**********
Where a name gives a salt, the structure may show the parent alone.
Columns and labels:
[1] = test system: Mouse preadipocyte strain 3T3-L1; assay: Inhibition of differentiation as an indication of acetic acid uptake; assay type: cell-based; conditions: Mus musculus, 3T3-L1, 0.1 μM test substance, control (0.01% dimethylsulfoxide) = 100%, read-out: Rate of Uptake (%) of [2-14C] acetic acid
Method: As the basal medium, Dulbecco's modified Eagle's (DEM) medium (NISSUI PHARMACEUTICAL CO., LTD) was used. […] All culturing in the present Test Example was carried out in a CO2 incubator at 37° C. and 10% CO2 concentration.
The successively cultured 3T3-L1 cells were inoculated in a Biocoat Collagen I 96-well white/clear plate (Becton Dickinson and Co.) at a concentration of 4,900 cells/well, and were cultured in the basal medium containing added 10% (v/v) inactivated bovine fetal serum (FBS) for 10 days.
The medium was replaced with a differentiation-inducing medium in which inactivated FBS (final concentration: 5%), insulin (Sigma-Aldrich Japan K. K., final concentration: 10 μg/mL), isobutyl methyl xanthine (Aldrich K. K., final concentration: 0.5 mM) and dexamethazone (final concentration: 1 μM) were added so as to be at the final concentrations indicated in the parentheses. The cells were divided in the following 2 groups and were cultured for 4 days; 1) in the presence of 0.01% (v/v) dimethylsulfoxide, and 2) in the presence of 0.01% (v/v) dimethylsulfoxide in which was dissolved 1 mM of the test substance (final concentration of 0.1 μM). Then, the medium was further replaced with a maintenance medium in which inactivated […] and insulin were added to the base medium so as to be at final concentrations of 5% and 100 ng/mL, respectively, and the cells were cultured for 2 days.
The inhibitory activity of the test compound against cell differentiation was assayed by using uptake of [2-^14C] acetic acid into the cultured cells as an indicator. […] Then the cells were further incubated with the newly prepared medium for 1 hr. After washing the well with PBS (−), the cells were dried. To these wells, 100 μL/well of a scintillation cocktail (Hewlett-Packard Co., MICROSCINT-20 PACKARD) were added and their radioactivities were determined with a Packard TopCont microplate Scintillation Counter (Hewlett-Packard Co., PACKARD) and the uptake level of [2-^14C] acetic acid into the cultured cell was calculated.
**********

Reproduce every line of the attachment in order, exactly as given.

Where a name gives a salt, the structure may show the parent alone.
Columns and labels:
[1] = test system: Mouse preadipocyte strain 3T3-L1; assay: Inhibition of differentiation as an indication of acetic acid uptake; assay type: cell-based; conditions: Mus musculus, 3T3-L1, 0.1 μM test substance, control (0.01% dimethylsulfoxide) = 100%, read-out: Rate of Uptake (%) of [2-14C] acetic acid
Method: As the basal medium, Dulbecco's modified Eagle's (DEM) medium (NISSUI PHARMACEUTICAL CO., LTD) was used. […] All culturing in the present Test Example was carried out in a CO2 incubator at 37° C. and 10% CO2 concentration.
The successively cultured 3T3-L1 cells were inoculated in a Biocoat Collagen I 96-well white/clear plate (Becton Dickinson and Co.) at a concentration of 4,900 cells/well, and were cultured in the basal medium containing added 10% (v/v) inactivated bovine fetal serum (FBS) for 10 days.
The medium was replaced with a differentiation-inducing medium in which inactivated FBS (final concentration: 5%), insulin (Sigma-Aldrich Japan K. K., final concentration: 10 μg/mL), isobutyl methyl xanthine (Aldrich K. K., final concentration: 0.5 mM) and dexamethazone (final concentration: 1 μM) were added so as to be at the final concentrations indicated in the parentheses. The cells were divided in the following 2 groups and were cultured for 4 days; 1) in the presence of 0.01% (v/v) dimethylsulfoxide, and 2) in the presence of 0.01% (v/v) dimethylsulfoxide in which was dissolved 1 mM of the test substance (final concentration of 0.1 μM). Then, the medium was further replaced with a maintenance medium in which inactivated […] and insulin were added to the base medium so as to be at final concentrations of 5% and 100 ng/mL, respectively, and the cells were cultured for 2 days.
The inhibitory activity of the test compound against cell differentiation was assayed by using uptake of [2-^14C] acetic acid into the cultured cells as an indicator. […] Then the cells were further incubated with the newly prepared medium for 1 hr. After washing the well with PBS (−), the cells were dried. To these wells, 100 μL/well of a scintillation cocktail (Hewlett-Packard Co., MICROSCINT-20 PACKARD) were added and their radioactivities were determined with a Packard TopCont microplate Scintillation Counter (Hewlett-Packard Co., PACKARD) and the uptake level of [2-^14C] acetic acid into the cultured cell was calculated.